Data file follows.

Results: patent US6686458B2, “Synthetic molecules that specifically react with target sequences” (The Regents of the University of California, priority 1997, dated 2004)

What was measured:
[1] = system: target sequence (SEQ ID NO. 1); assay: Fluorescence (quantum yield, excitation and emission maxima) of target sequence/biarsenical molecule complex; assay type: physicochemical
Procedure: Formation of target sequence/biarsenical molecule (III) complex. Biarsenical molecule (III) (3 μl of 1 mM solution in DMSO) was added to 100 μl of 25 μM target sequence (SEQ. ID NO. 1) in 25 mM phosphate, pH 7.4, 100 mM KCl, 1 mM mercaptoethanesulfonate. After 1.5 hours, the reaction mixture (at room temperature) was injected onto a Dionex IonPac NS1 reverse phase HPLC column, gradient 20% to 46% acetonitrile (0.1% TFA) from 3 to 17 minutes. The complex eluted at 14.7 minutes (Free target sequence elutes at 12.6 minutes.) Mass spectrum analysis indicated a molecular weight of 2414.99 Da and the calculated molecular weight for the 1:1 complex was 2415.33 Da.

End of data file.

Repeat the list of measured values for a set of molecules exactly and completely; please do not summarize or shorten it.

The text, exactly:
Results: patent US6686458B2, “Synthetic molecules that specifically react with target sequences” (The Regents of the University of California, priority 1997, dated 2004)

What was measured:
[1] = system: target sequence (SEQ ID NO. 1); assay: Fluorescence (quantum yield, excitation and emission maxima) of target sequence/biarsenical molecule complex; assay type: physicochemical
Procedure: Formation of target sequence/biarsenical molecule (III) complex. Biarsenical molecule (III) (3 μl of 1 mM solution in DMSO) was added to 100 μl of 25 μM target sequence (SEQ. ID NO. 1) in 25 mM phosphate, pH 7.4, 100 mM KCl, 1 mM mercaptoethanesulfonate. After 1.5 hours, the reaction mixture (at room temperature) was injected onto a Dionex IonPac NS1 reverse phase HPLC column, gradient 20% to 46% acetonitrile (0.1% TFA) from 3 to 17 minutes. The complex eluted at 14.7 minutes (Free target sequence elutes at 12.6 minutes.) Mass spectrum analysis indicated a molecular weight of 2414.99 Da and the calculated molecular weight for the 1:1 complex was 2415.33 Da.